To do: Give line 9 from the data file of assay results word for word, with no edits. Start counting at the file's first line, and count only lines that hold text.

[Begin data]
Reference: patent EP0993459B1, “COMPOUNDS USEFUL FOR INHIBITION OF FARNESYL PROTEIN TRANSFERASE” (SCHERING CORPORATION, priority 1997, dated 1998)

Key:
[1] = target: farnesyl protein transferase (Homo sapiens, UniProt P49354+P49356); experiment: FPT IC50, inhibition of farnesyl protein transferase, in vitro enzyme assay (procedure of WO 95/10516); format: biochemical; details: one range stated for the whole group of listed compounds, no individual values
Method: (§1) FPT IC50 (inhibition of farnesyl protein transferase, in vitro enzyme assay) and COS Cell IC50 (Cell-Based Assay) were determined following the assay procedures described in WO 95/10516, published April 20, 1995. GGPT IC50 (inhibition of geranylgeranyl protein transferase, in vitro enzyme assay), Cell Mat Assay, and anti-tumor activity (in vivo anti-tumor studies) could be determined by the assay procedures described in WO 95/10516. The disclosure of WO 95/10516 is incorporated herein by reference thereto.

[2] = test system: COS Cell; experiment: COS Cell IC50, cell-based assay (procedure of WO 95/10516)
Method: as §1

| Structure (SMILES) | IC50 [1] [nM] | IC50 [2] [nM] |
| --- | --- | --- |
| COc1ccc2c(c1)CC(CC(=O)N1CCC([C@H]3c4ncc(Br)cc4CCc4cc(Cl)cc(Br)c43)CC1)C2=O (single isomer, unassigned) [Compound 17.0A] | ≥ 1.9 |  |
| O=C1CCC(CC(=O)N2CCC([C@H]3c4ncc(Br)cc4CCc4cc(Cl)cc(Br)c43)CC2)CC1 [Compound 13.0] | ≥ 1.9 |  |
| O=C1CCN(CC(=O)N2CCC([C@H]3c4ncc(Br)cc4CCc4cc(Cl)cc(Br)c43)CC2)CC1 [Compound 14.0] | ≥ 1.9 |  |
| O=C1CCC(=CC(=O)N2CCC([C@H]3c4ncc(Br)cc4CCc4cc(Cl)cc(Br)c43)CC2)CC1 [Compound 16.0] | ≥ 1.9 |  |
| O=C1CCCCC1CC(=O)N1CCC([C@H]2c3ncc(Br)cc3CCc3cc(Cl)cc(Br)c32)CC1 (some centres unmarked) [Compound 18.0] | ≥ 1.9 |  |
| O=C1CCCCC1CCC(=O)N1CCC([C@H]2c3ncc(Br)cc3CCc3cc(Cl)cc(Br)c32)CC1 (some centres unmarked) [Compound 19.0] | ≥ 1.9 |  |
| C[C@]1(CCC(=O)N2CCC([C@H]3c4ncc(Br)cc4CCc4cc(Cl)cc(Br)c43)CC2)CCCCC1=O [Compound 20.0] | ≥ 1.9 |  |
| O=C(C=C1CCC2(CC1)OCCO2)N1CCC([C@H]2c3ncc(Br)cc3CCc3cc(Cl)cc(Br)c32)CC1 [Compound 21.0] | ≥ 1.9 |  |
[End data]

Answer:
| COc1ccc2c(c1)CC(CC(=O)N1CCC([C@H]3c4ncc(Br)cc4CCc4cc(Cl)cc(Br)c43)CC1)C2=O (single isomer, unassigned) [Compound 17.0A] | ≥ 1.9 |  |